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From Wikipedia, the free encyclopedia

Lixion Avila
Lixion Avila (meteorologist).png
Avila in 2017
Born25 November 1950 Edit this on Wikidata (age 70)
Cuba Edit this on Wikidata
Alma mater

Lixion A. Avila (born November 25, 1950) is a retired weather forecaster, formerly working at the National Hurricane Center (NHC). He was a hurricane specialist and senior hurricane specialist from 1987 to 2020.[1][2]


Avila was born and raised in Cuba.[3] He studied and received his Bachelor of Science degree in meteorology from the University of Havana in 1973, then worked for Cuba's weather service for seven years.[3][4]

Avila was not able to study further in Cuba and with some help from his mother's family emigrated to the United States.[3][5]

He was hired as a consultant for the National Hurricane Center in 1983, providing warning information in Spanish for the radio and television press. He obtained his MSc degree in 1987 at the University of Miami and became a forecaster at the NHC, graduating to hurricane specialist in 1989. Continuing his studies further, he obtained a PhD in 1993. Avila represented the National Hurricane Center at the World Meteorological Organization, especially for the coordination and training in the Caribbean and Central American region.[4]

Avila retired from the NHC on April 30, 2020, after working at the agency for 33 years.[6]


Avila is a Fellow of the American Meteorological Society.[7] In 2000, Avila received a NOAA Administrator's Award.[8] In 2005, the National Weather Service bestowed him the Isaac M. Cline National Award for Outreach.[4]


Avila generally forecasts with a quirky personal touch. Similar to his NHC counterpart James Franklin, Avila occasionally expresses his opinion or sense of humor, often in the discussion areas of advisories. For instance, during 2005's record-breaking Hurricane Epsilon, he expressed his frustration at the hurricane's refusal to weaken despite repeated predictions that it would do so: "There are no clear reasons...and I am not going to make one explain the recent strengthening of Epsilon and I am just describing the facts." He further signed off this discussion with, "...Epsilon will likely become a remnant low. I heard that before about Epsilon... Haven't you?"[9]

While describing Hurricane Leslie, in 2018, he quipped, "It is difficult to add more to the discussion about a cyclone that has moved very little during the past few days and has not changed significantly in structure either."[10]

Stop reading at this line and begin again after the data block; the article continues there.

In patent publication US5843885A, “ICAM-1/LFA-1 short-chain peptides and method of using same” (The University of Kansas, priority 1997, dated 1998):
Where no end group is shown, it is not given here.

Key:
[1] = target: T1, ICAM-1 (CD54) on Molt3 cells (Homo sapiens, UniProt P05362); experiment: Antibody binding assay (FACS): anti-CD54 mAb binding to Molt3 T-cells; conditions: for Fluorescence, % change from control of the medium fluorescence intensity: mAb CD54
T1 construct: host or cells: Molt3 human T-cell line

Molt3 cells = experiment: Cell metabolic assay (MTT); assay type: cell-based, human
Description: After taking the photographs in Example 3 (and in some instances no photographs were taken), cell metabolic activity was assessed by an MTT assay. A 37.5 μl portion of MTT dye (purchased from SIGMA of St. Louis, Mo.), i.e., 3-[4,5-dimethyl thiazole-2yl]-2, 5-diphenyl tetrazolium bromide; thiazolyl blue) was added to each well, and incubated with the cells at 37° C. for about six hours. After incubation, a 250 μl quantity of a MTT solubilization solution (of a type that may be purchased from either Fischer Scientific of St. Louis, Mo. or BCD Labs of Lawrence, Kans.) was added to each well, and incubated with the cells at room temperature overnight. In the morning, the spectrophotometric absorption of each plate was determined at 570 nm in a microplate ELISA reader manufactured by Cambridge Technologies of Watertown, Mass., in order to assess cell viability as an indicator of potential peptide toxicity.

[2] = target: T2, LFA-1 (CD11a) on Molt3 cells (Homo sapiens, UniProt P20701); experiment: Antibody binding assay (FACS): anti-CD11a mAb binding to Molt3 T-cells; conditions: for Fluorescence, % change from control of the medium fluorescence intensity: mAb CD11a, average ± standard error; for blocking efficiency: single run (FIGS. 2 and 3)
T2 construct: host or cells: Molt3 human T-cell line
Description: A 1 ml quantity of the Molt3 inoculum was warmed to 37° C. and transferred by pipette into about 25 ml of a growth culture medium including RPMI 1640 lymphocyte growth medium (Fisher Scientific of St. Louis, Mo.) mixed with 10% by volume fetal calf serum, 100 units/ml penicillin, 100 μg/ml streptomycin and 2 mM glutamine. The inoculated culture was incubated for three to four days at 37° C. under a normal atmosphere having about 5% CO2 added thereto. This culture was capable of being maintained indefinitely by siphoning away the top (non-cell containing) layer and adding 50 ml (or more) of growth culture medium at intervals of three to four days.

1. ^ "Dr. Lixion Avila". National Oceanic and Atmospheric Administration. April 30, 2020. Retrieved April 30, 2020.
  2. ^ Kaye, Ken. "Bertha predicted to become a hurricane". South Florida Sun-Sentinel. Archived from the original on July 11, 2008.
  3. ^ a b c Hutt, Katherine; Cabbage, Michael (May 15, 1998). "Forecaster has clear skies on a return home to Cuba". Sun-Sentinel. Retrieved June 6, 2016.
  4. ^ a b c "Lixion Avila, Ph.D., Senior Hurricane Specialist National Hurricane Center" (PDF). Staff profiler page. National Hurricane Center. Retrieved June 6, 2016.
  5. ^ "Cuban-born forecaster leaves emotion outside". NBC News. September 7, 2008. Retrieved June 6, 2016.
  6. ^ National Hurricane Center [@NWSNHC] (April 30, 2020). "Today we announce the retirement of senior hurricane specialist Dr. Lixion Avila. After 33 years of federal service, all of it at NHC, he's ready to enjoy the next chapter in his life. We will miss our friend and colleague, and wish him well!" (Tweet). Retrieved April 30, 2020 – via Twitter.
  7. ^ "List of Fellows". American Meteorological Society. Retrieved June 6, 2016.
  8. ^ NOAA Workforce Management Office. "2000 NOAA Administrator's Award". National Oceanic and Atmospheric Administration. Retrieved June 6, 2016.
  9. ^ Avila, Lixion (December 4, 2005). "Hurricane Epsilon Discussion 21". National Hurricane Center. Retrieved August 31, 2011.
  10. ^ "Hurricane LESLIE". National Hurricane Center. Retrieved October 9, 2018.

External links

This page was last edited on 19 January 2021, at 17:59
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